Philosophy as a Performative Way of Life: Writing and Beyond

When:2 Mar 2016, 12pm - 1:30pm
Venue:Morven Brown 310 (map ref C20)
Who:Richard Shusterman (Florida Atlantic University)
Richard Shusterman

Philosophy Seminar

Abstract

Philosophy is typically identified with textual practices of reading and writing and oral dialog that have long dominated the genre. But it has also, especially in ancient times, fiercely asserted itself as something other and more than textual exercises. Philosophy claimed to be a comprehensive way of life, an art of living dedicated to the pursuit of wisdom (as the word “philosophia” implies), and therefore likewise dedicated to the practices that such pursuit of living wisely should entail. The recovery of this image of philosophy at the end of the twentieth century has been largely due to the path-breaking efforts of Pierre Hadot and Michel Foucault. But almost a century earlier we find the same aim of recovering philosophy as an art of living in pragmatists like William James and John Dewey, who (like Nietzsche) found inspiration in Emerson’s idea of perfectionist self-cultivation and self-stylization, an idea that Montaigne most powerfully expressed in Renaissance thought. “To compose our character is our duty, not to compose books.” This talk explores the idea and limits of philosophy without writing but also the idea of philosophical work beyond the realm of words, and the relation of language and the non-linguistic in the philosophically inspired discipline of somaesthetics.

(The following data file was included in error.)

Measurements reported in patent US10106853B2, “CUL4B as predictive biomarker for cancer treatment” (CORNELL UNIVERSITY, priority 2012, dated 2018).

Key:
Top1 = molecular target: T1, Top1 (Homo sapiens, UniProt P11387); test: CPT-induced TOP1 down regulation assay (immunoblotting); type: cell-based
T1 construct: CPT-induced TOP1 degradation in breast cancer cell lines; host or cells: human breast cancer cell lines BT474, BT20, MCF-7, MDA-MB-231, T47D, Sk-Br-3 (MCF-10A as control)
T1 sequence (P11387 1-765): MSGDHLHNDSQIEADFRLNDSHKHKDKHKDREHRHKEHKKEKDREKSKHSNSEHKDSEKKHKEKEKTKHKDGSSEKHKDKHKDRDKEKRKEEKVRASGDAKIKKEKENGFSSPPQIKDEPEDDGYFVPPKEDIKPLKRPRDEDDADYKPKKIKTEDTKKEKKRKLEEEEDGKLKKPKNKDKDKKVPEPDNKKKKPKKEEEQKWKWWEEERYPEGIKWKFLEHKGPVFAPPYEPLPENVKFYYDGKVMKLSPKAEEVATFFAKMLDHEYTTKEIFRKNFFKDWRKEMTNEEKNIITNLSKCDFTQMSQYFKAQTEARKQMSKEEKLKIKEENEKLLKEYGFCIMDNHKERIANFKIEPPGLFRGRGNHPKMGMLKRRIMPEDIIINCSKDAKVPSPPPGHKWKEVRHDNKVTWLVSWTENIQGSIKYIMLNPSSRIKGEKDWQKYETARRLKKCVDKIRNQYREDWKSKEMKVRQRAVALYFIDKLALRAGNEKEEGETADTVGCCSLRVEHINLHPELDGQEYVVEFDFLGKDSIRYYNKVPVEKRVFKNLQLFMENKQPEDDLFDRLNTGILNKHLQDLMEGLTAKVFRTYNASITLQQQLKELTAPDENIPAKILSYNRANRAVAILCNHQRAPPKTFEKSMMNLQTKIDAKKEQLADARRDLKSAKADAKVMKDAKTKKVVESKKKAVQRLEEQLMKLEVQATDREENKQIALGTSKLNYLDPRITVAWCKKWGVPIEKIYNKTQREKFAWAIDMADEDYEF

About Richard Shusterman

Richard Shustermanrecieved his doctorate in Philosophy from St. John's College, Oxford University. From 1998-2004, he served as chair of the Philosophy Department at Temple University, and in 2004 was appointed the Dorothy F. Schmidt Eminent Scholar Chair in the Humanities at Florida Atlantic University. He is also associated with the Collège International de Philosophie in Paris. Professor Shusterman's research ranges widely from high-brow topics to popular culture, integrating perspectives from European, American, Jewish, African-American, and East-Asian studies. His books include Body Consciousness (2008); Surface and Depth (2002); Performing Live (2000); Practicing Philosophy: Pragmatism and the Philosophical Life (1997); Sous l'interprétation (1994), Pragmatist Aesthetics: Living Beauty, Rethinking Art (1992, 2nd edition 2000); and T.S. Eliot and the Philosophy of Criticism (1988).

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